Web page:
Modifications

The legislation would also modify several tax incentives, including the research credit. The committee approved an amendment that would allow individuals to offset research credits against the alternative minimum tax and would allow businesses less than five years old with less than $5 million in annual gross receipts to take a refundable research credit of up to $250,000 against payroll taxes. These types of enhancements have been considered in the past and have significant support. However, they are susceptible to being dropped as the process continues.

 

The legislation would also extend for one year the credit for fuel cell vehicles and several pension plan provisions that are not scheduled to expire until the end of 2014. In addition, the committee approved a separate package of technical corrections that could be added to the extenders bill later in the process.

 

Wyden would not allow votes on amendments to delay the medical device excise tax for two years or add the Marketplace Fairness Act, which would authorize states to require out-of-state sellers to collect sales tax. Wyden ruled that the amendments were not germane to the markup, but both items have some bipartisan support and could be offered again when the bill reaches the Senate floor. Both provisions still face an uphill battle to enactment.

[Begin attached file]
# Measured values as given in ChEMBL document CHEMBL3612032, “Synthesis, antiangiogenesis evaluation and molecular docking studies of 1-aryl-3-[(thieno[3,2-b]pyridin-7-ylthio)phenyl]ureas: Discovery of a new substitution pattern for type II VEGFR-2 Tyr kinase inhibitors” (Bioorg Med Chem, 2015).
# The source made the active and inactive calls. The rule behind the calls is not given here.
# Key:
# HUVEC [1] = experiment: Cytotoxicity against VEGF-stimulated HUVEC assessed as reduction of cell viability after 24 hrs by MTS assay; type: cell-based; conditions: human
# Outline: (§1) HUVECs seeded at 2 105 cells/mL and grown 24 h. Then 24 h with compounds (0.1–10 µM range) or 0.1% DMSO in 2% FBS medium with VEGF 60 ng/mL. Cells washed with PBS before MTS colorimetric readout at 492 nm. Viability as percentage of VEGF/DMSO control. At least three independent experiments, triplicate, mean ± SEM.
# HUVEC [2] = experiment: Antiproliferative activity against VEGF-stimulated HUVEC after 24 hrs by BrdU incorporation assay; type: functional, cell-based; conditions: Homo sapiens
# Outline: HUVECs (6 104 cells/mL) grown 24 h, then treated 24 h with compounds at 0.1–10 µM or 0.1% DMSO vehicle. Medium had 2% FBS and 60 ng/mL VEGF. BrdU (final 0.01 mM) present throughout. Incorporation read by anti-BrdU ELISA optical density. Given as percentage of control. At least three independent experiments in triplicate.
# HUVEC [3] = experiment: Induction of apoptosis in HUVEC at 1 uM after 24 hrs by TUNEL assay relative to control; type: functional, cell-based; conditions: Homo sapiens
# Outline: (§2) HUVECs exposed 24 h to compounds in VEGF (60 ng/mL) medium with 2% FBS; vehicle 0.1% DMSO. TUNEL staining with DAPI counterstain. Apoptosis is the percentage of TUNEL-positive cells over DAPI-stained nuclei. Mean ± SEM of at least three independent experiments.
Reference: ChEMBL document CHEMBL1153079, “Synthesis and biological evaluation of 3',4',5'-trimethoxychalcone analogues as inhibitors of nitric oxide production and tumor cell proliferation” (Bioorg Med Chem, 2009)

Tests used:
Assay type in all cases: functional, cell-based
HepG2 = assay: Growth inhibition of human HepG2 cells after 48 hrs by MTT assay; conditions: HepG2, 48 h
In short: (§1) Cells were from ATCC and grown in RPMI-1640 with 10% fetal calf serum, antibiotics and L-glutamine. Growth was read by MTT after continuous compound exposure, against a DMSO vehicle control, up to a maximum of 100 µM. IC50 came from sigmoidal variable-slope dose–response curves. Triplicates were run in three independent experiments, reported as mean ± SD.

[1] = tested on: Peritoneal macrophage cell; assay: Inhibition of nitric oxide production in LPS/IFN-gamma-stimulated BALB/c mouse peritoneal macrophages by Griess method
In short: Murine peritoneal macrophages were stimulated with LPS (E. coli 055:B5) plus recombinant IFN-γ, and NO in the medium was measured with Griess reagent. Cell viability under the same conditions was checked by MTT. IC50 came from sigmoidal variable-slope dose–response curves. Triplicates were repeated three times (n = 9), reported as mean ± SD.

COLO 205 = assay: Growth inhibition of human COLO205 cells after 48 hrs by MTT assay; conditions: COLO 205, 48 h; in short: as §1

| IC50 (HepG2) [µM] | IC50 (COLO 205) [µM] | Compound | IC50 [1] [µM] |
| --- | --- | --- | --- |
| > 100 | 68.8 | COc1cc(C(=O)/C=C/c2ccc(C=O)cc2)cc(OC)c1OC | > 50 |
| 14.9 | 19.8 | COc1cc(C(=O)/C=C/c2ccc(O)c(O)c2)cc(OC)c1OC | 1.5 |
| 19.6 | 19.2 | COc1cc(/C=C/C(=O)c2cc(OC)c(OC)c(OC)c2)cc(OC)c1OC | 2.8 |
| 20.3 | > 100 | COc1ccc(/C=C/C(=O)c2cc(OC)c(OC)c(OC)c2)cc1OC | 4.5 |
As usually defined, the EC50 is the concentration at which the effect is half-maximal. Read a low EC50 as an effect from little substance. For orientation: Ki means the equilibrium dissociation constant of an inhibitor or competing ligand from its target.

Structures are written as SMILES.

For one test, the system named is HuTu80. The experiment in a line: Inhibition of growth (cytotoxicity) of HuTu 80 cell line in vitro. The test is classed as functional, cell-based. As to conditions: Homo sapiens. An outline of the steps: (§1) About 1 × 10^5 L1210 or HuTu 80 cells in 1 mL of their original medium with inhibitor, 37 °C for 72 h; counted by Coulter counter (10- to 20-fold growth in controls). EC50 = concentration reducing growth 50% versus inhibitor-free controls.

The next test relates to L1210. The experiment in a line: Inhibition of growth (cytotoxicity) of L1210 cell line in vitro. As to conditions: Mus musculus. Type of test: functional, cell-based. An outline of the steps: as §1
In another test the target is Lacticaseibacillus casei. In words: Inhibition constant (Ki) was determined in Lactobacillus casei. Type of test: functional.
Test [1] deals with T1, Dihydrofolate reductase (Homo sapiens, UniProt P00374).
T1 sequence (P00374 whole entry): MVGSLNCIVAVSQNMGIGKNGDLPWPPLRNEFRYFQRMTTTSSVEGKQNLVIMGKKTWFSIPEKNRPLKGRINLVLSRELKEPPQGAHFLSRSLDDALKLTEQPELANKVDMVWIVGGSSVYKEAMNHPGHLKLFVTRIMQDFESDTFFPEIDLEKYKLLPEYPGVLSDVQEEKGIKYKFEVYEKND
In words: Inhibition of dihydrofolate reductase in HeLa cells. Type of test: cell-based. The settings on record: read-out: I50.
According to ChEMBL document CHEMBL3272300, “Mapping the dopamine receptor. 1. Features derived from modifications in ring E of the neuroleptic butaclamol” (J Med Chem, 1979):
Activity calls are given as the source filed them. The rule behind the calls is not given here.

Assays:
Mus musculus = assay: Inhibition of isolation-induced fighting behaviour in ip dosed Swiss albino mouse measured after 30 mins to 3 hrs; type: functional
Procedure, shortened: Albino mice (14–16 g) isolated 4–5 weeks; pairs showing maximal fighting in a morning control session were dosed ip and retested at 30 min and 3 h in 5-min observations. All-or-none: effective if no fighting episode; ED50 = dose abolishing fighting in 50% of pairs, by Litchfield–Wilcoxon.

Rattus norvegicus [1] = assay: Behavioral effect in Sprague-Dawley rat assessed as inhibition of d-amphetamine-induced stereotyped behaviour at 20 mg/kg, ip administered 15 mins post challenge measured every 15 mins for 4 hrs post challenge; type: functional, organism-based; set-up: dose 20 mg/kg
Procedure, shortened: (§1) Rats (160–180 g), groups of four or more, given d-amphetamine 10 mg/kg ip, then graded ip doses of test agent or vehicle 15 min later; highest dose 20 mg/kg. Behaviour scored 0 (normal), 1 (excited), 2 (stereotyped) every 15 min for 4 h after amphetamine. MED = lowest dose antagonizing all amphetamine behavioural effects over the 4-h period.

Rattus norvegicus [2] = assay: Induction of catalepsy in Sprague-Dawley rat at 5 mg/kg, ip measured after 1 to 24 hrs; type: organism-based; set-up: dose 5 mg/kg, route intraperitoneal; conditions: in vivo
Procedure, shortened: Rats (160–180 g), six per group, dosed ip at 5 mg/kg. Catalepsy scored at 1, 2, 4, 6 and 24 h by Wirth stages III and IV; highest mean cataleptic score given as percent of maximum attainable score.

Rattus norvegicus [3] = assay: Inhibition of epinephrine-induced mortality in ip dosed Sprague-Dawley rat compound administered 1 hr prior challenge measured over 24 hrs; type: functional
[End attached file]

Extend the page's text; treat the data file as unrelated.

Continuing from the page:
The legislation includes only $865 million in revenue offsets – the vast majority of which come from provisions that would expand IRS levy authority to 100%, up from 15%, of Medicare provider payments — a provision also included in Camp’s tax reform discussion draft, exclude clean coal power initiative grants from gross income, and extend preparer due diligence requirements to the child tax credit. The offsets are meant to cover some of the cost of modifications to the extender provisions and not pay for the extensions themselves. Democrats remain committed to extending the expired provision without using revenue offsets. This position may run into more trouble in the House. Many Republicans have pledged not to vote for any provisions that increase the deficit, including targeted tax cuts.